Somebody somewhere has come up with a figure for the cost of all this, which Lansley quotes – £7 billion a year, for what it’s worth. Last year’s Foresight report said this cost could go up by six times by 2050. And fat is getting fatter so fast. According to NHS figures, the proportion of obese men in the population rose during Labour’s time in office from 13.2% in 1993 to 23.1% in 2005. Among women it was even worse, from 16.4% to 24.8%. That is nearly a quarter of all women. If you consider people who are not obese but overweight (with a BMI of 25-30), 46% of men in England are overweight and 32% of women.

Fat is also an ethnic issue. According to NHS figures published in 2006, Irish and black Caribbean men had the highest incidence of obesity (25% each) and among women black Africans had 38%, black Caribbean 32% and Pakistani 28%. So, with migration trends and immigrant fertility, the costs of obesity are going to rise fast as well.

However, I wonder how much, if anyone knew the facts, the final cost of obesity would be to the taxpayer. For fat people die sooner and obese people die much sooner than others, thus relieving the NHS and the economy of their needs. It’s true that obese people need expensive treatment for diabetes and heart disease before they die, but that might easily be offset if they had significantly shorter lives – and they do. Current thinking seems to be that the obese die between five and seven years earlier than otherwise they would.

Few papers I’ve looked at on this subject discuss the possible cost-benefit of obesity, although one from an insurance company coyly mentioned the advantage to pension providers if a person died before he reached pensionable age. For years I used to argue that smokers were a net benefit, purely financially speaking, to the exchequer, because they died early. I still feel rather proud of being the first, I believe, to get a known expert (Professor Richard Peto in 1993) to agree publicly to this idea, now accepted. Might not the same be true of obesity? The real drain on the NHS is geriatric medicine; the obese might not reach old age.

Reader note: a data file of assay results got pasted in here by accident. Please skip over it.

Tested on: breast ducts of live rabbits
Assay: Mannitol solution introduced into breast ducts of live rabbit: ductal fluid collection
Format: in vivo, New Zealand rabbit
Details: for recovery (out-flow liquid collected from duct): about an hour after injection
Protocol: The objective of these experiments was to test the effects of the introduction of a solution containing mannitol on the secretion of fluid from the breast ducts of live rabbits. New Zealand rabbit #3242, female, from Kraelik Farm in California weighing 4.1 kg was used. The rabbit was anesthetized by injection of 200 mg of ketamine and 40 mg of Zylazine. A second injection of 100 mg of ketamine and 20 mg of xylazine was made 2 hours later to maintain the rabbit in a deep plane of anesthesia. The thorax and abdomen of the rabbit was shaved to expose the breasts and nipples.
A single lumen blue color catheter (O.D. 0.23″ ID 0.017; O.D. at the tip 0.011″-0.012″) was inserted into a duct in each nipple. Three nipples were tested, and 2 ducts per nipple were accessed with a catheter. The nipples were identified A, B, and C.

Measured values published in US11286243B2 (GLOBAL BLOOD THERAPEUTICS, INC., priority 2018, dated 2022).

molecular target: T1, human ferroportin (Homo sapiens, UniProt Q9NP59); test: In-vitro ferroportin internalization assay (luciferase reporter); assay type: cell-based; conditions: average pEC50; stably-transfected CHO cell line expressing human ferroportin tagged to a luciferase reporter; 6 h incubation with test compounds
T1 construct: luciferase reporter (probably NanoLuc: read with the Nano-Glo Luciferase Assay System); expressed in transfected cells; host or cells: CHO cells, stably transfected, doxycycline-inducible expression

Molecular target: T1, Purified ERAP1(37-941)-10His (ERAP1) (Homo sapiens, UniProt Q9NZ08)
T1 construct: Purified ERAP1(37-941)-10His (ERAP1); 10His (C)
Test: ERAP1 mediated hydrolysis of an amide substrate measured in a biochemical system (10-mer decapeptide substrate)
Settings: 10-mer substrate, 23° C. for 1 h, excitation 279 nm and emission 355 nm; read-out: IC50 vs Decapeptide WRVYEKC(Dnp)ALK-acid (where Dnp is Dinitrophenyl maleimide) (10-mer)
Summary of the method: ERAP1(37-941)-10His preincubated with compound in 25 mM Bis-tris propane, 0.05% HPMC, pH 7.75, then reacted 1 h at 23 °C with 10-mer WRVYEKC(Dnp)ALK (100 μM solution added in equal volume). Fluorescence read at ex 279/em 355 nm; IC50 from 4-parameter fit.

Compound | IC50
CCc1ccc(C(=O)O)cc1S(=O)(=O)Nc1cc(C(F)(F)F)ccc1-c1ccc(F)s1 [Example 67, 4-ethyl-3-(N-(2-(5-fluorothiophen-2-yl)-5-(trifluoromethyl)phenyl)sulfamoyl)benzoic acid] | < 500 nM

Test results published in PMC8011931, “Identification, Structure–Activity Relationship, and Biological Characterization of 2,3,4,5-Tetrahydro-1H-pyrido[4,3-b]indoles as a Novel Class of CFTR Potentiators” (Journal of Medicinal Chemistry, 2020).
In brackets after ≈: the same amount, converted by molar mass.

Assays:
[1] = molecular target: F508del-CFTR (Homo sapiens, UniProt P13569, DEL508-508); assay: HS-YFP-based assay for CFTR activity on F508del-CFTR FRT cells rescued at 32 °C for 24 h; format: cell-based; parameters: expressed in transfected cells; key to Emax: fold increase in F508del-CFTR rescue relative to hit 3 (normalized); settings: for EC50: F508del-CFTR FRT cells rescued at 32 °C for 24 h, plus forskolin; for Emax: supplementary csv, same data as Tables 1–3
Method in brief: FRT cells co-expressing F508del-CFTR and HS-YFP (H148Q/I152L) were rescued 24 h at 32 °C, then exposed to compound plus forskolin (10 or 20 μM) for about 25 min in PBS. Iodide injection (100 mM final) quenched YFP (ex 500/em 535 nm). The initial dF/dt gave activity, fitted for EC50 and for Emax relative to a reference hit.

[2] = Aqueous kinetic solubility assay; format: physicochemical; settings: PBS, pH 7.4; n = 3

If the only reason for interfering with what fat people eat is how much it costs the rest of us, perhaps we should leave them alone. It’s well known that obesity (and fatness) are associated with poor education, poor housing, poor employment or none, low expectations, low opportunities and all the rest. These are all social ills that this government has been trying to deal with for more than a decade. Yet little has improved and obesity – as an indicator of that fact – has swollen vastly while Labour has been in office. What prevents obesity is a good income, a good education, good opportunities and the kind of background that develops self-confidence. Prosperity, in short.

Obesity cannot be defeated by taskforces, better labelling on packets or investing in health accreditation schemes. This has all been tried and has failed. In the presence of a complex problem, and in the absence of a workable solution, perhaps it is better to leave people to their own devices. Nobody can pretend they don’t know what they’re doing. They should be left alone to do it.